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Expedition Coppelia's 2012 Round White Island Race Report

08 Jan 2013

Expedition Coppelia wins Round White Island 2012 overall.


Sally and Rob with The SSANZ Shorthanded Round White Island cup and the overall PHRF Round White Island Trophy.

In the days leading up to the White Island race, I had been somewhat remiss in my duties as navigator and had not been scouring the internet for weather information, I think deep down I just did not want to think about the possibility of a 4 plus day race!

We both tried to keep cheery faces once we finally looked at the weather on Friday morning and realised the possibility of no wind in the Bay of Plenty was real. We started at the leeward end of the line and ?jetted? off to the Rangi shore, where we exchanged many tacks with the Marshall Law.

As we entered the Motuhine Channel, my jumpy tactician tendencies got the better of me and we broke from the group of Truxton, Squealer and Marshall Law to stay left, where the wind was supposed to shift to. It was not a great move, but it did mean we ended up in the path of a pod of Orca, one which turned on it?s side and looked at Rob?s new (last summer) rudder. It was pretty special.

The wind did go left enough to allow us to pull out the zero and kick back and enjoy a most beautiful day. Once round Channel Island, I headed downstairs for a snooze and woke to find Truxton meters in front of us, the boys having sun downers and being very cheery.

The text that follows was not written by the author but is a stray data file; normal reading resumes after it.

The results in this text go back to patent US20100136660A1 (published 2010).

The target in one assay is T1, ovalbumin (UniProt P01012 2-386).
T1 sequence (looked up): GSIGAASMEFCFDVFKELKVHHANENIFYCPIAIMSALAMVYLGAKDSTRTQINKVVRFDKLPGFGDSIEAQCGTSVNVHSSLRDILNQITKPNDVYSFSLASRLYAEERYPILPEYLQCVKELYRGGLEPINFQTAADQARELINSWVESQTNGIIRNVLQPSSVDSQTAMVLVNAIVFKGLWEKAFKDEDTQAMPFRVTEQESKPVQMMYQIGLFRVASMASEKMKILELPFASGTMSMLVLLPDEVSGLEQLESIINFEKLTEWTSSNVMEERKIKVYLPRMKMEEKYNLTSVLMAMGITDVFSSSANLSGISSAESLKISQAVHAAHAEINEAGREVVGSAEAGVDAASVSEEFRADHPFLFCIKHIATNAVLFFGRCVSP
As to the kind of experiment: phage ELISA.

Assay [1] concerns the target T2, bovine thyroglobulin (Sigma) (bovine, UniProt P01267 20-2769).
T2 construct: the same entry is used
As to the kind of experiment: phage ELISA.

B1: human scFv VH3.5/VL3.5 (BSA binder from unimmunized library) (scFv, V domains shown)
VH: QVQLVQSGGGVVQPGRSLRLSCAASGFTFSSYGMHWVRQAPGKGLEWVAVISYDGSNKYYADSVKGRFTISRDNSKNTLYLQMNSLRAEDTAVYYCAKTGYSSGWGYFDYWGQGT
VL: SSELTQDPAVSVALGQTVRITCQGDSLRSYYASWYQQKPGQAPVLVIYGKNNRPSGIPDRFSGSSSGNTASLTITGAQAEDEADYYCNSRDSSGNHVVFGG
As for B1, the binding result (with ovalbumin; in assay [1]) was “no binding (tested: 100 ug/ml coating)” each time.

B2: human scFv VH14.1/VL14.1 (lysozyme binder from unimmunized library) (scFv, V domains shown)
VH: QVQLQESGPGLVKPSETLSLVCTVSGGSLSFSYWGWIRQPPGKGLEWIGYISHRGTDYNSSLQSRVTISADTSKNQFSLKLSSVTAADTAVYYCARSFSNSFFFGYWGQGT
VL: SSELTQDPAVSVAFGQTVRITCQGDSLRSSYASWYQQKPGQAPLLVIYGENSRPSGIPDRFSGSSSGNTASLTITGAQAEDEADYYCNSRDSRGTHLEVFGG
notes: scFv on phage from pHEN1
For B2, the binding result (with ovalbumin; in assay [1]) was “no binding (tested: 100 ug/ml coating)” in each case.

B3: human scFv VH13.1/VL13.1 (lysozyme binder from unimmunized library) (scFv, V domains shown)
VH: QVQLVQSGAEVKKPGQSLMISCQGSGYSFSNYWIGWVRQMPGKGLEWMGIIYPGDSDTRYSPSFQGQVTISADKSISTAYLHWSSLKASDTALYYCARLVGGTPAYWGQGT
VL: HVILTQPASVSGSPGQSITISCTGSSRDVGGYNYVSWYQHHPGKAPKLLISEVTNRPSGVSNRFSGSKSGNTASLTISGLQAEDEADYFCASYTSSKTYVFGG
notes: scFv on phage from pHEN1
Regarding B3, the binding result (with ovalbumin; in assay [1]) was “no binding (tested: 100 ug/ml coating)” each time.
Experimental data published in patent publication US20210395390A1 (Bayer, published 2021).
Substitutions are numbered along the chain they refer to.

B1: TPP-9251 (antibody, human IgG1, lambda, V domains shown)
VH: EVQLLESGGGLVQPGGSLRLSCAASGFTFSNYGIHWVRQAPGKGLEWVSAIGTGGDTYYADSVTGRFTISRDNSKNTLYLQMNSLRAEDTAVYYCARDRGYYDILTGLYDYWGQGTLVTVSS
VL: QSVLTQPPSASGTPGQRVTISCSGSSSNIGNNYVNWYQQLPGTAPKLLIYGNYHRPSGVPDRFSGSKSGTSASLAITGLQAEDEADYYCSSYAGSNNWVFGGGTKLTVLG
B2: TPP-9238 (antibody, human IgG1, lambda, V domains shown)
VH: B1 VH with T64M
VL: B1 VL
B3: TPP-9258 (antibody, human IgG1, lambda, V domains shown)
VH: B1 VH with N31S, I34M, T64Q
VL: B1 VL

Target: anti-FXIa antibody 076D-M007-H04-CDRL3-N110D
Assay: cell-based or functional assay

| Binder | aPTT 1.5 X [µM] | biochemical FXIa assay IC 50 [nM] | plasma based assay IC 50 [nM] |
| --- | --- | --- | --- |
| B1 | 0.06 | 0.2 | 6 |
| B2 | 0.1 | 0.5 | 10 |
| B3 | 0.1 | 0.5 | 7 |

We both wriggled out of the hole that we had fallen into and started to catch up with Squealer that had made a break of about a mile, first under code zero, then larger fractional (I must ask the mathematicians at work if there is a name for that) kite.

I woke with the eerie feeling of the wind being light, and came on deck to find us south of the Mercury's still proceeding down the line, with Mr Skinner still in site. It was time to gybe! Predict Wind was as close as I have ever seen it for predicting wind direction and speed, and it indicated continuing down the line would end up in a becalming. Rob said after the race that I had been quite forceful about wanting to gybe. I think I was just thinking about the guilt I feel as a numerical modeller when I turn my back on my profession and sail by the seat of my pants only to find the model is correct!

We headed offshore, and gybed back towards White Island as the south westerly started to build, following the guidance of Expedition?s optimal routing.

We rounded White Island at 11:30 ish then started the very long beat back. We could see Truxton most of the time, meaning it was our conditions, when it is their conditions they do a 300nm day and we only 150nm!

All was going most pleasantly, until we struck 25 knots of westerly within a mile of the coast inside the Mercurys. We changed down to the no 2, which ended up with us both getting wet for the first time, and Rob being a little put out that a wave had put the no 1 in the sea, with him wrestling it back on board.

The final challenge we both knew was the Colville Channel. We both had a very close look at the grib files, there was indeed an area of low wind at the top of Coromadel, where the south westerly on the east side of the peninsular and the southerly on the western side meet. This area near Channel Island has been the cause of much distress to Rob and I, most recently 40 knots of wind funnelling out of the gap and making it lumpy during the last Simrad, and in February sitting in a hole while Chris Skinner and the mighty Truxton passed us in the Round New Zealand race.

We braced for a soul wrenching becalming, we optimised our course using Expedition to try and minimise our time of slapping sails, I made soup and toast for distraction. This time the tide came to our aid, and in the time it takes to heat a tin of soup and eat it, we were back in the breeze and on our way home.

Final result : 1st on PHRF monohull, 1st PHRF shorthanded.!